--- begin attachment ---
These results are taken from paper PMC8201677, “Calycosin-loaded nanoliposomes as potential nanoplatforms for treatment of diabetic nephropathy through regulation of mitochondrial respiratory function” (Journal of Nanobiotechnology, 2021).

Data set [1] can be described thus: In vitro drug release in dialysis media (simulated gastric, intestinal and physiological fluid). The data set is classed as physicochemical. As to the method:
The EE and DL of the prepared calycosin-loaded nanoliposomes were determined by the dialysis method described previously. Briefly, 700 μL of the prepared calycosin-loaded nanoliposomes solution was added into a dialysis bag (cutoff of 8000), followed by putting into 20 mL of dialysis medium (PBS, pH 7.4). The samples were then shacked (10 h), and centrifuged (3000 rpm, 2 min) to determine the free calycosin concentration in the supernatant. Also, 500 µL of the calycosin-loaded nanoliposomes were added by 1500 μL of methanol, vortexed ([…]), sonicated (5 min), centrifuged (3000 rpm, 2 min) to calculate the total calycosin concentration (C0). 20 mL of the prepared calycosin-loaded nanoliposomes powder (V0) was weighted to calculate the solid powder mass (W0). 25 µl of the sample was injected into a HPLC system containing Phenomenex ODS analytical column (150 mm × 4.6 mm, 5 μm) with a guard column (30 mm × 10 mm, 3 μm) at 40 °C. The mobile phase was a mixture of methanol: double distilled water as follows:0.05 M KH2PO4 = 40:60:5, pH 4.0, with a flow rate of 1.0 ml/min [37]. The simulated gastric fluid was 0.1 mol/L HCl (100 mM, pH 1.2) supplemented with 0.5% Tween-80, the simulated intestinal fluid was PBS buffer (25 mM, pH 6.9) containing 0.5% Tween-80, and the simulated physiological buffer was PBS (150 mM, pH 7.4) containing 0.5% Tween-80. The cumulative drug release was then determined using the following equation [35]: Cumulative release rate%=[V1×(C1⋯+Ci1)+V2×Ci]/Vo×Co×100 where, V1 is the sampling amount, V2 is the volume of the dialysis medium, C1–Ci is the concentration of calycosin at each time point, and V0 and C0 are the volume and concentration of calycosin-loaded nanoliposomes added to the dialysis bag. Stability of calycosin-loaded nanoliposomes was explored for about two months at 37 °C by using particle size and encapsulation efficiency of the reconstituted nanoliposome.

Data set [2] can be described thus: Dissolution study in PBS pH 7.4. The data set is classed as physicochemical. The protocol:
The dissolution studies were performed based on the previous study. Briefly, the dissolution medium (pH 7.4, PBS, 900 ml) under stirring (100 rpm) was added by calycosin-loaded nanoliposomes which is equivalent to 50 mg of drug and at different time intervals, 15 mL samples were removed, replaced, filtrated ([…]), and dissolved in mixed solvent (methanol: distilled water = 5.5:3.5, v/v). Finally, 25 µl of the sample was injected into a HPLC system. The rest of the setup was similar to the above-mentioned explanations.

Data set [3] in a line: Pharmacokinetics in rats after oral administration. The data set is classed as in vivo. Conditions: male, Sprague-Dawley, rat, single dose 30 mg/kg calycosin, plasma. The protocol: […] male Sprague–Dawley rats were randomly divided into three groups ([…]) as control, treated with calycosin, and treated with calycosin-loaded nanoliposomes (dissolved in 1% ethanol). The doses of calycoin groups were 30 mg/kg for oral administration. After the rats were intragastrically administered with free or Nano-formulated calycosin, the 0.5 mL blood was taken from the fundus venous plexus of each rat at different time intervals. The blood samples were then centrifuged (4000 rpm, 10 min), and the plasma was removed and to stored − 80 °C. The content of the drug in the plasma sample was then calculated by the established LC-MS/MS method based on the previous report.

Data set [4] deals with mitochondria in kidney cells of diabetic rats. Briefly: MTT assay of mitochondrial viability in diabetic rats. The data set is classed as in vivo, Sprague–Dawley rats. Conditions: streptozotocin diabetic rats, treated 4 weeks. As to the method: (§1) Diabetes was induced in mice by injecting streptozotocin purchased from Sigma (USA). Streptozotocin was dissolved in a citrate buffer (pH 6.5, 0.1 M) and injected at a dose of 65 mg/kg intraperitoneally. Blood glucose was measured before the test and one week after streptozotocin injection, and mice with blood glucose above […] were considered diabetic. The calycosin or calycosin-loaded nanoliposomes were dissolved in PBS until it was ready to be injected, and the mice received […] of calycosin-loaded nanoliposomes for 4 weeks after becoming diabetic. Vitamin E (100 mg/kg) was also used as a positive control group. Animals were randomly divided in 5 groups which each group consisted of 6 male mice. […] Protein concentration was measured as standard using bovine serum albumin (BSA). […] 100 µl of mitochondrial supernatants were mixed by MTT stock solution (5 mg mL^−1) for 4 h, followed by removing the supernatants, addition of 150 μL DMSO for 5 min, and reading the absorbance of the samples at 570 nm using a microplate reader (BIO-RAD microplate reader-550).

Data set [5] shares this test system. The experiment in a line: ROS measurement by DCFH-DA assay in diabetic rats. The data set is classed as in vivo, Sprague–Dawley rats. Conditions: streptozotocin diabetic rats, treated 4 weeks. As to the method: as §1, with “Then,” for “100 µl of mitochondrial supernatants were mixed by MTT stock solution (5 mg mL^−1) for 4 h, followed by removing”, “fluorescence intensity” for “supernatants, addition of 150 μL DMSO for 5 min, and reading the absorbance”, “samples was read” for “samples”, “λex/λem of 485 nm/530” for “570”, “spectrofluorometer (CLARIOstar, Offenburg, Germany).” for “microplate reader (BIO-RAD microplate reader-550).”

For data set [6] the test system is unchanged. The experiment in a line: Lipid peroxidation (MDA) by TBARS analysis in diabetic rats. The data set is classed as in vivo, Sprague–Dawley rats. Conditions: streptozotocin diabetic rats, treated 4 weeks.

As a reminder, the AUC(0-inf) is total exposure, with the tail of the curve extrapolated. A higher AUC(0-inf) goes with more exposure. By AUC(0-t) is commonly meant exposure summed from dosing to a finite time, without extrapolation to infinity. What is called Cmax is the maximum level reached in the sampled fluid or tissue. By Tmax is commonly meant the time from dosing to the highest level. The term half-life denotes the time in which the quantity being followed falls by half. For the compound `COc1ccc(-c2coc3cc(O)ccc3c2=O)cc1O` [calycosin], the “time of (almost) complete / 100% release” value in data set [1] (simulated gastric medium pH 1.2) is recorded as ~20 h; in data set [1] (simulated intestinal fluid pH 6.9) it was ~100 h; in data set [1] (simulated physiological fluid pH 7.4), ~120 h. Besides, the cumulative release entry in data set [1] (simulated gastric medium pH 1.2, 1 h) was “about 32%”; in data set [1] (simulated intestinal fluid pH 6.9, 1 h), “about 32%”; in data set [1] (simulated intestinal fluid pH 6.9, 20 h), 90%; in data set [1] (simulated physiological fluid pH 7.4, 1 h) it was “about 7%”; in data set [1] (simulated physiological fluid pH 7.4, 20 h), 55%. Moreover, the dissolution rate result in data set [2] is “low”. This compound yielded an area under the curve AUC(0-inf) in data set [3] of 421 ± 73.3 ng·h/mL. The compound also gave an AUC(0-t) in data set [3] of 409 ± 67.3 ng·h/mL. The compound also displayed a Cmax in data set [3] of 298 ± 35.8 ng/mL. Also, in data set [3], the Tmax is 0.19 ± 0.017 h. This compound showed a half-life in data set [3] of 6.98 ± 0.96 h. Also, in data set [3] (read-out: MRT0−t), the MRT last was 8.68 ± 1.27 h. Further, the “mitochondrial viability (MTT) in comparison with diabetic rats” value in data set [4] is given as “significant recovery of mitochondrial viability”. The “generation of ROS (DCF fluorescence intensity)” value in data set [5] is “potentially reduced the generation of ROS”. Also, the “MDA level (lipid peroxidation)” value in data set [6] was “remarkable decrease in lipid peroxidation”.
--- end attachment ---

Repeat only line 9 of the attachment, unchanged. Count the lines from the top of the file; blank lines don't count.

For data set [6] the test system is unchanged. The experiment in a line: Lipid peroxidation (MDA) by TBARS analysis in diabetic rats. The data set is classed as in vivo, Sprague–Dawley rats. Conditions: streptozotocin diabetic rats, treated 4 weeks.